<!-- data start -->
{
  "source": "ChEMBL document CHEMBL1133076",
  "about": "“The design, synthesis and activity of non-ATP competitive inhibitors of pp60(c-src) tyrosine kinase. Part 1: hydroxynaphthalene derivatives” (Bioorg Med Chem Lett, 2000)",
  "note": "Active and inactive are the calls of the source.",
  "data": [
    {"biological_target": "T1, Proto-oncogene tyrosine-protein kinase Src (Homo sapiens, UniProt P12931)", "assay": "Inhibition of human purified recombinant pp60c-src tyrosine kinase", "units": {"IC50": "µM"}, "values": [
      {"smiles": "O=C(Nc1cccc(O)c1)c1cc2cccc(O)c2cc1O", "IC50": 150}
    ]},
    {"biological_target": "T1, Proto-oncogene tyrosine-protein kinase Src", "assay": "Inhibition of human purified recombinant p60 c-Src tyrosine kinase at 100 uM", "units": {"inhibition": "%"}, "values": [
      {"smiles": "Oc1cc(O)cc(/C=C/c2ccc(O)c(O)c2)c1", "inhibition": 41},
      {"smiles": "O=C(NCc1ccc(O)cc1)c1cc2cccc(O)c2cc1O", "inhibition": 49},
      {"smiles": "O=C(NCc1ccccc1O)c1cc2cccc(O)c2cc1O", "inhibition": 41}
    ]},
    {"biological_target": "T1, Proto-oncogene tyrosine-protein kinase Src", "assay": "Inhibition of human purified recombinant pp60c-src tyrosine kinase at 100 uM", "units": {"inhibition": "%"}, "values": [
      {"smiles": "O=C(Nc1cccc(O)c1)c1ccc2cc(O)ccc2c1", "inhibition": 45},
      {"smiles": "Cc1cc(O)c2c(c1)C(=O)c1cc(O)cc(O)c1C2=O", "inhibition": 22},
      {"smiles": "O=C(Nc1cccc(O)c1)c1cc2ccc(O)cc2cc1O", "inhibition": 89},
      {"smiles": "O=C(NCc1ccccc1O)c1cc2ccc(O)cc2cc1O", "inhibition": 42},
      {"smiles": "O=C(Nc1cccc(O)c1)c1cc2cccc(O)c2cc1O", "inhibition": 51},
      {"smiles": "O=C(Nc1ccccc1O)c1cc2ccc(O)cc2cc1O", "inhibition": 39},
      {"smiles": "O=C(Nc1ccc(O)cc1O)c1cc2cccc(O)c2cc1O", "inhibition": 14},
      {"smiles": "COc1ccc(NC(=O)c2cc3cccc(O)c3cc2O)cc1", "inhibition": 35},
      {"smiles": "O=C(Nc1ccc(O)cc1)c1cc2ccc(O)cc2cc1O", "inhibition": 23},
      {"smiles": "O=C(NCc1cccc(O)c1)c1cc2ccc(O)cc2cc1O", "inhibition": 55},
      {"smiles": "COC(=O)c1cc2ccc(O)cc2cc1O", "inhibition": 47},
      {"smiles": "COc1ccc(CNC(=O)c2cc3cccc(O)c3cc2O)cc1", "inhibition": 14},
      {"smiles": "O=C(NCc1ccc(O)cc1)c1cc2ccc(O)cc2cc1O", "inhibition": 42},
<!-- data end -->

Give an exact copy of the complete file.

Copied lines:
{
  "source": "ChEMBL document CHEMBL1133076",
  "about": "“The design, synthesis and activity of non-ATP competitive inhibitors of pp60(c-src) tyrosine kinase. Part 1: hydroxynaphthalene derivatives” (Bioorg Med Chem Lett, 2000)",
  "note": "Active and inactive are the calls of the source.",
  "data": [
    {"biological_target": "T1, Proto-oncogene tyrosine-protein kinase Src (Homo sapiens, UniProt P12931)", "assay": "Inhibition of human purified recombinant pp60c-src tyrosine kinase", "units": {"IC50": "µM"}, "values": [
      {"smiles": "O=C(Nc1cccc(O)c1)c1cc2cccc(O)c2cc1O", "IC50": 150}
    ]},
    {"biological_target": "T1, Proto-oncogene tyrosine-protein kinase Src", "assay": "Inhibition of human purified recombinant p60 c-Src tyrosine kinase at 100 uM", "units": {"inhibition": "%"}, "values": [
      {"smiles": "Oc1cc(O)cc(/C=C/c2ccc(O)c(O)c2)c1", "inhibition": 41},
      {"smiles": "O=C(NCc1ccc(O)cc1)c1cc2cccc(O)c2cc1O", "inhibition": 49},
      {"smiles": "O=C(NCc1ccccc1O)c1cc2cccc(O)c2cc1O", "inhibition": 41}
    ]},
    {"biological_target": "T1, Proto-oncogene tyrosine-protein kinase Src", "assay": "Inhibition of human purified recombinant pp60c-src tyrosine kinase at 100 uM", "units": {"inhibition": "%"}, "values": [
      {"smiles": "O=C(Nc1cccc(O)c1)c1ccc2cc(O)ccc2c1", "inhibition": 45},
      {"smiles": "Cc1cc(O)c2c(c1)C(=O)c1cc(O)cc(O)c1C2=O", "inhibition": 22},
      {"smiles": "O=C(Nc1cccc(O)c1)c1cc2ccc(O)cc2cc1O", "inhibition": 89},
      {"smiles": "O=C(NCc1ccccc1O)c1cc2ccc(O)cc2cc1O", "inhibition": 42},
      {"smiles": "O=C(Nc1cccc(O)c1)c1cc2cccc(O)c2cc1O", "inhibition": 51},
      {"smiles": "O=C(Nc1ccccc1O)c1cc2ccc(O)cc2cc1O", "inhibition": 39},
      {"smiles": "O=C(Nc1ccc(O)cc1O)c1cc2cccc(O)c2cc1O", "inhibition": 14},
      {"smiles": "COc1ccc(NC(=O)c2cc3cccc(O)c3cc2O)cc1", "inhibition": 35},
      {"smiles": "O=C(Nc1ccc(O)cc1)c1cc2ccc(O)cc2cc1O", "inhibition": 23},
      {"smiles": "O=C(NCc1cccc(O)c1)c1cc2ccc(O)cc2cc1O", "inhibition": 55},
      {"smiles": "COC(=O)c1cc2ccc(O)cc2cc1O", "inhibition": 47},
      {"smiles": "COc1ccc(CNC(=O)c2cc3cccc(O)c3cc2O)cc1", "inhibition": 14},
      {"smiles": "O=C(NCc1ccc(O)cc1)c1cc2ccc(O)cc2cc1O", "inhibition": 42},